Domestic and foreign flights intending to fly in and out of different states in Nigeria have been either cancelled or delayed due to poor visibility brought on by the harmattan.
The harmattan haze crippled the Nigerian Aviation sector, grounding foreign airlines throughout this week. Due to the foggy weather which has been deemed unsafe for aircraft takeoff or landing, scheduled services across all routes were delayed for several hours.
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The weather forced some Lagos-bound airlines to divert flights to neighbouring countries like Ghana. A British Airways flight which was expected to land on Sunday had to divert to Ghana with passengers stranded in Accra since then. As of Wednesday, February 12, the British Airways flight had yet to land in Nigeria.
Cancellations have also affected flights from Qatar Airways, Emirates, Delta Airways and KLM. Virgin flights were, however, not affected due to advanced onboard technology.
The delay has affected most business travellers who were returning to Nigeria to take advantage of Valentine’s Day sales.
The most affected areas are reportedly Lagos, Abuja, Port Harcourt and Benin.
Guardian reports that all morning and afternoon-belt flights from airports in Lagos, and Abuja were delayed till evening on Wednesday, February 12. Kano and Kaduna flights were cancelled and rescheduled till the following day. At least, two European carriers were also diverted to Kotoka International Airport, Accra, Ghana, this week.
Companies like Air Peace and Arik took to Twitter to issue weather advisory to passengers as the foggy weather worsened on Wednesday, February 12, 2020. Air Peace’s Corporate Communications Executive, Stanley Olisa and Arik Air’s Public Relations and Communications Manager of Arik, Adebanji Ola both confirmed the delays and cancellation, stating that the actions were necessary for safety.
The development has been made worse by the absence of functional Instrument Landing Systems (ILSs) at the Murtala Muhammed Airport in Lagos State.
The concerned service provider, Nigerian Airspace Management Agency (NAMA), yesterday expressed concern over the diversions, while assuring those affected that the Instrument Landing Systems (ILSs) would soon be optimised.
General Manager, Public Affairs, NAMA, Khalid Emele, said the diversion was largely due to bad weather, and airlines’ in-house policies on low minimas at the destination airport.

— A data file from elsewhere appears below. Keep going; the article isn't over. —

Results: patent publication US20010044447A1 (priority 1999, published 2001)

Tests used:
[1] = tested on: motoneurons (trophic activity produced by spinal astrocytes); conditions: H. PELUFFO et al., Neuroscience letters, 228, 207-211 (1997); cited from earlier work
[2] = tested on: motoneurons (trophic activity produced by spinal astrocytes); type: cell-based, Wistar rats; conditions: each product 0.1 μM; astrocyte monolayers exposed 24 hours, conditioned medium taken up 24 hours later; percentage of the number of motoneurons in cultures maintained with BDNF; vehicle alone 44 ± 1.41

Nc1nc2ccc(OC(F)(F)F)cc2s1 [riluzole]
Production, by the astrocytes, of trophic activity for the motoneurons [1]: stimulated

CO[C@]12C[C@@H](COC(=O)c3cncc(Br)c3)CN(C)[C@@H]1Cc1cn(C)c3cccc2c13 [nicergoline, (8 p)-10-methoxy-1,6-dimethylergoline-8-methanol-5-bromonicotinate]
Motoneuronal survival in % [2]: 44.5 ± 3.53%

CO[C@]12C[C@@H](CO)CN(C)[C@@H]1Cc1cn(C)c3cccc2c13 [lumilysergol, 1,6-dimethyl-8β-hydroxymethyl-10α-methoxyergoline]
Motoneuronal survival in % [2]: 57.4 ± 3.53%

Recall that back in January 2020, when flights were diverted to Accra, Ghana, due to low visibility brought on by the harmattan, a senior foreign airline official told ThisDay: “The problem we are facing is caused not by weather but by the bad decisions made by government officials. There is Category 3 ILS in Lagos but it is not functional because it has not been calibrated and because it is not functional, some airlines did not want to risk landing in low visibility in the evening and night. So, they divert their flights to Accra. ASECNA used to do the calibration for NAMA but the Minister acquired $8.5 million aircraft recently for calibration but it is not working. So, some airlines said they cannot take the risk and decide not to land at the Lagos airport.”
Back in November, 2019, the Nigerian Airspace Management Agency (NAMA) installed Category 3 ILS at the Lagos airport so that flights could land at lower visibility, but the equipment was not calibrated. Without calibration, its efficiency cannot be ascertained.
The Minister of Aviation, Senator Hadi Sirika acquired $8.5 million aircraft for calibration but the aircraft has not been put to use since it was acquired last year, ThisDay reports.
The publication added that NAMA had in the past engaged the services of ASECNA, a sub-regional aeronautical agency in charge of the management of the airspace of French-speaking West African countries, but the engagement stopped when the Minister acquired the calibration aircraft.
Though the Category 3 ILS has been installed, it is not in use and the existing Category 2 ILS had been removed and replaced.